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Cisco Unified Communications Manager (CallManager)

Upgrading a Cisco CallManager Cluster

Document ID: 7426

Updated: Apr 12, 2007

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Introduction

This document is intended to provide some high level suggestions for how to upgrade a Cisco CallManager cluster. The installation notes that accompany the Cisco CallManager software give all of the detailed information regarding installation steps. This document, however, addresses some of the other issues that a cluster upgrade presents.

Prerequisites

Requirements

Verify these items before you begin the upgrade:

  • Run the latest OS/BIOS patches.

    Refer to Cisco IP Telephony BIOS and Operating System Version Roadmap for information on how to keep your Cisco IP Telephony servers up to date.

  • Verify that the MSSQL service runs. If not, verify the SQLSvc password.

    Refer to Recovering an SQLSvc Account Password.

  • View the Cisco Unified Communications Manager Software Compatibility Matrix for IP Telephony solutions compatibility information.

  • Verify that all servers in your cluster use the same DB under START > RUN > REGEDIT > HKEY_LOCAL_MACHINE\Software\Cisco systems, inc\DBL.

    Verify that DBConnection 0 (under SERVER=Publisher name and DATABASE=CCM030X) is the latest one on the publisher server, whereas DBConnection 1 should point to the subscriber name and to the latest Cisco CallManager database.

  • Verify that replication is ok on all servers that use Microsoft SQL Enterprise Manager. This is located at Start > Programs > Microsoft SQL Server 7.0 > Enterprise Manager.

  • Disable all Cisco approved anti virus and intrusion detection services.

  • You have more than 1 Gig of free space. This is recommended.

    Note: Make sure to disable the CallManager traces and delete the unused files such as trace files in order to free up the space.

  • Do not use Terminal services, as it is not supported. Instead, use Virtual Network Computing (VNC) which is supported.

Note: If you have a raid controller, take one disk out before you upgrade and make sure you have a backup of the last version. This enables you to go back to the previous working configuration in case the upgrade fails.

Components Used

This document is not restricted to specific software and hardware versions.

Conventions

Refer to Cisco Technical Tips Conventions for more information on document conventions.

Upgrade the Publisher

Since the Cisco CallManager cluster is based around a publisher/subscriber database relationship, it is important to upgrade the publisher first. When an upgrade occurs, a new database is created on the publisher and data from the old database is migrated to it. This enables any new changes to the database schema to be easily handled. When subscribers are added, they subscribe to the new database on the publisher. That is why the publisher must be upgraded first. A subscriber cannot subscribe to a database that does not exist yet. This diagram illustrates the publisher/subscriber relationship, as well as the call signaling relationship.

Note: The CallManager Server that has CTI ID = 1 can be identified as the Publisher Server. In order to find the CTI ID, go to CCM Admin Webpage > System > Cisco CallManager, from the search result click on the server and check the CTI ID.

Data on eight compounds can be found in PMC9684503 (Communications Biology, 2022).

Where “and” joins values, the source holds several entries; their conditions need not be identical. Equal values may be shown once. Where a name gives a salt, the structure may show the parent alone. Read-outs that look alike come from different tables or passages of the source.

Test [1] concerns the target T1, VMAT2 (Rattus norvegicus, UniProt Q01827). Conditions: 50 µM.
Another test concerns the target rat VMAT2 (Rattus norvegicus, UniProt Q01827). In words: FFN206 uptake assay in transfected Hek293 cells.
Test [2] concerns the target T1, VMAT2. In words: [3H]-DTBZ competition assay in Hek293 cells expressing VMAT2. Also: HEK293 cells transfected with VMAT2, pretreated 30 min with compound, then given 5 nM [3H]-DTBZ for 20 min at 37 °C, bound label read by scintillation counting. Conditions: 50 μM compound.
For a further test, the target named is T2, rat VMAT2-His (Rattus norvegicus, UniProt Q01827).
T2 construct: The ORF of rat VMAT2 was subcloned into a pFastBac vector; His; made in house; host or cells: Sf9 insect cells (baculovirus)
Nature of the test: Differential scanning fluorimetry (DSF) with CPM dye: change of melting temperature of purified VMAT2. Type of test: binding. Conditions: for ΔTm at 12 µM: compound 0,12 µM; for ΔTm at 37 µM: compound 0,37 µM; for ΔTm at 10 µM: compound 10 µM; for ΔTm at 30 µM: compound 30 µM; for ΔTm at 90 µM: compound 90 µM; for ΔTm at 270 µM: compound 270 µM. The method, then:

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Do I Have to Bring All of the Cisco CallManagers Down for an Upgrade?

No. In a large campus, it can be taxing on a Dynamic Host Configuration Protocol (DHCP) server to receive IP address requests from thousands of phones for a couple of hours. Or, it might be undesirable for all phone services to be down for an extended upgrade time. While upgrades should be performed after hours, it is possible in many cases to keep a part of the cluster running during an upgrade. This can be done by utilizing the Cisco CallManager redundancy groups. Essentially, while one server is upgraded, the backup supports all of the phones. This document discusses three standard deployment models.

Recommended Cluster Configurations

2,500 Phones - Three Servers Total

Cisco CallManager cluster for up to 2500 users:

  • Server A is a dedicated database publisher and Trivial File Transfer Protocol (TFTP) server.

  • Server B is the primary Cisco CallManager for all registered devices.

  • Server C is the backup Cisco CallManager for all registered devices.

In this configuration, only a single Cisco CallManager redundancy group is required for servers B and C.

  1. Since the publisher is the first to be upgraded, this is where the process begins. Publisher A is only the database server, so it can be upgraded and rebooted.

  2. The upgrade can begin for Cisco CallManager C. Since Cisco CallManager C is the backup and has no devices registered to it, call processing is not interrupted. Additionally, if you upgrade the backup Cisco CallManager before the primary Cisco CallManager, this ensures that devices only need to upgrade their firmware one time.

  3. The primary Cisco CallManager B can be upgraded. When the upgrade starts, the Cisco CallManager service is stopped and the devices failover to the backup Cisco CallManager C. There is a slight interruption in service while the devices register and receive firmware updates.

  4. The final step of the upgrade process is to reboot all of the servers in the cluster. Start by rebooting Publisher A. Once the reboot is complete, reboot Cisco CallManager B. When the server comes back on line, wait 5 to 10 minutes to allow the devices to begin the failback process. Finally, reboot Cisco CallManager C. The cluster upgrade is now complete.

5,000 Phones - Four Servers Total

Cisco CallManager cluster for up to 5000 users:

  • Server A is a dedicated database publisher and TFTP server.

  • Server B is the primary Cisco CallManager for IP phones 1 through 2500.

  • Server C is the primary Cisco CallManager for IP phones 2501 through 5000.

  • Server D is the backup Cisco CallManager for all registered devices.

In this configuration, two Cisco CallManager redundancy groups are required. One is for servers B and D and the other is for servers C and D.